Sunday, November 14, 2010

Sports columnist Aaron McFarling: Virginia Tech's Davis has patience rewarded

CHAPEL HILL, N.C. -- Marcus Davis got excited as soon as he heard the call in the huddle. This was his play, the one they'd worked on all week. His chance.

But as he jogged out toward the right sideline to line up as the widest man in the "trips" formation, Davis had to calm himself. This play wouldn't be so much about speed or size or strength -- all those gifts the redshirt sophomore has always had. This would be about trickery and technique -- those things he'd had to learn.

Before he cut inside his man and sprinted up the middle seam, he would need to fool the defender into thinking he was staying put. He would need to sell that he was sitting, then lower his center of gravity, shift his weight quickly and go.

"Usually when you get excited, you get a little energy, you want to move a little faster," Davis said. "But I just told myself, 'Just be patient.' Good things will come to those who are patient."

Davis would know. For three years, he's waited his turn at Virginia Tech. He came to Blacksburg as a quarterback, moved to receiver in the spring of 2008, and has spent most of the time since watching, waiting and working.

Saturday, that all changed. Davis, replacing the injured Dyrell Roberts at wideout, played the most significant snaps of his career in Tech's 26-10 victory over North Carolina. And he made the offense's most significant plays.

Davis caught both of the Hokies' touchdowns. The first one put them ahead. The second one put UNC away. He also made a dazzling 46-yard reception on a quick screen pass, then nearly had another huge gainer on a deep ball down the sideline -- an acrobatic catch that was ruled an incompletion when he dropped the ball after hitting the ground.

In other words, he was everything you could want from a fill-in.

It's fitting that Davis' breakout game came here, at Carolina, where the story all season has been overcoming personnel losses. The Hokies had their own share of attrition this week. In addition to Roberts, they were missing tailback/return man David Wilson (mononucleosis) and defensive end Chris Drager (head injury).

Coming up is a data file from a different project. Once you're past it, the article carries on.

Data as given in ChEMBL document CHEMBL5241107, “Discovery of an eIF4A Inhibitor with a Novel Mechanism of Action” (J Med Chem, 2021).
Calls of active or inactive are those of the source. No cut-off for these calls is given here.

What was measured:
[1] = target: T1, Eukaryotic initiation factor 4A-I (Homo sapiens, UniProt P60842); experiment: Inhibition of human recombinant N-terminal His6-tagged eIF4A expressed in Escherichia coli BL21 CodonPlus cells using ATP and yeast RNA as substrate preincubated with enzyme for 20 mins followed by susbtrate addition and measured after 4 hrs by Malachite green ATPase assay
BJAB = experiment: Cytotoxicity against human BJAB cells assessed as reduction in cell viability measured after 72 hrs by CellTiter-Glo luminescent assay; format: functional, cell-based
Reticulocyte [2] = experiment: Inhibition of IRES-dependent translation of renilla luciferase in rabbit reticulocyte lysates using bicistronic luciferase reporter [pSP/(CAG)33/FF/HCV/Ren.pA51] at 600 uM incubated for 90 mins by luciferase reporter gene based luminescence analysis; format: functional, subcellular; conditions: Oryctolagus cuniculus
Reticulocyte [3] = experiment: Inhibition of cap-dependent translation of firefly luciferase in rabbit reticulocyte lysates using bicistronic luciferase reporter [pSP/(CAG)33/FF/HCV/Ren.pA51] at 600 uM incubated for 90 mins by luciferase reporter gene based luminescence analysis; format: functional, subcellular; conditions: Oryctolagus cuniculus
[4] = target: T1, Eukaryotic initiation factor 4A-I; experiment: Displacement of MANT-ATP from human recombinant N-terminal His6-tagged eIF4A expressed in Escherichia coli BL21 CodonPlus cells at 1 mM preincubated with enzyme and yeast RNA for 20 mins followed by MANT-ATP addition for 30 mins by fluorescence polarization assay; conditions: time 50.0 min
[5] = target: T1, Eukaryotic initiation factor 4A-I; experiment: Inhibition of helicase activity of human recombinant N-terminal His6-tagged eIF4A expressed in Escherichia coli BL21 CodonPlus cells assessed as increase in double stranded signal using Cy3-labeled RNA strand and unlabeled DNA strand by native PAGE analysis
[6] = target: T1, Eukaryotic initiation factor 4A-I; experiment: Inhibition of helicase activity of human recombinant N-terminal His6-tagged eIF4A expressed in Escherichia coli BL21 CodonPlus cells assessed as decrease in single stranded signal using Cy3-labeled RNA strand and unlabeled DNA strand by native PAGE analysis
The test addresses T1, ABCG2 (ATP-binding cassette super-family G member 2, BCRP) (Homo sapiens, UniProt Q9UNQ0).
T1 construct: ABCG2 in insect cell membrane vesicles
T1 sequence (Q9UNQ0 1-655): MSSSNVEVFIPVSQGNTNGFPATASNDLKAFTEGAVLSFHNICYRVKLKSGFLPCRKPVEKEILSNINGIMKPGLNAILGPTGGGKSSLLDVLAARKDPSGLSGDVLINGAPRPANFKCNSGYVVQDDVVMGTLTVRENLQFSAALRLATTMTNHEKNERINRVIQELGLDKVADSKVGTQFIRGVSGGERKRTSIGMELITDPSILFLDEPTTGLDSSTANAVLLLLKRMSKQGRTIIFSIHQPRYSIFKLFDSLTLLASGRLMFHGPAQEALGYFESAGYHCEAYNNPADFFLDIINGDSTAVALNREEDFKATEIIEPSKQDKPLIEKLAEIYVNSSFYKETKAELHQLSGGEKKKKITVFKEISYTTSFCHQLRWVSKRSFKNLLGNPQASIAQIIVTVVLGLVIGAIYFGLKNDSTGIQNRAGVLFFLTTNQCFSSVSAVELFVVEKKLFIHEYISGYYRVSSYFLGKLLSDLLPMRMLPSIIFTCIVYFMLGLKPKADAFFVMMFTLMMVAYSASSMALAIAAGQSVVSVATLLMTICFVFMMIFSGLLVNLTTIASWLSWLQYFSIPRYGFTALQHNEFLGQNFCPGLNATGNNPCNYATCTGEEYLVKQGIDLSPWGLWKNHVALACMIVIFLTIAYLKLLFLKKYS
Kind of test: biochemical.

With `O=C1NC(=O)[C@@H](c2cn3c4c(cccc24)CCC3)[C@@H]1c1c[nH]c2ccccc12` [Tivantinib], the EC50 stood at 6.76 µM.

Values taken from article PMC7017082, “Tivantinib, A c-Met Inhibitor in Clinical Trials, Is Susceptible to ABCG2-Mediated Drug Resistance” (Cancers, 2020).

The running game didn't suffer thanks to Darren Evans (90 yards) and Ryan Williams (83). The return game remained in capable hands with Jayron Hosley and Rashad Carmichael. James Gayle stepped in for Drager and promptly recorded two sacks.

But the best next-man-up story was Davis, whose previous highlights had included a garbage-time TD catch against Boston College last season and six grabs late in this year's blowout of Duke.

"I wasn't down because I knew I'd done everything in the preseason and the offseason that I could do," Davis said. "I was playing a lot more than I was last year, so that already was a plus. Not playing? If we're winning, I don't have a problem with that."

But it's always more fun this way, particularly when you get to prove just how hard you've been working.

Davis' first touchdown catch was more about his 6-foot-4 height and 4.4 speed than anything.

"It was actually a miscue on my part, but it all worked out for the best," he said. "I saw Ty scrambling out there so I just tried to go to the open spot. And there it was."

And he did not miss it, turning a 10-9 deficit into a 16-10 lead.

The second score was particularly satisfying for Davis because it took more than just physical tools. Davis learned quickly after switching positions that playing receiver at the college level was an art.

"It's not like high school, where you can just run by somebody or just jump over somebody," he said. "It comes down to the little things -- your cuts, your breaks, the depth of your route."

So that's what he was thinking about late in the third quarter, when he came to the line on that third-and-goal play from the UNC 13.

He sold the sit. He hit the seam. He saw the ball floating toward him as he crossed into the end zone.

Patience had paid off again.

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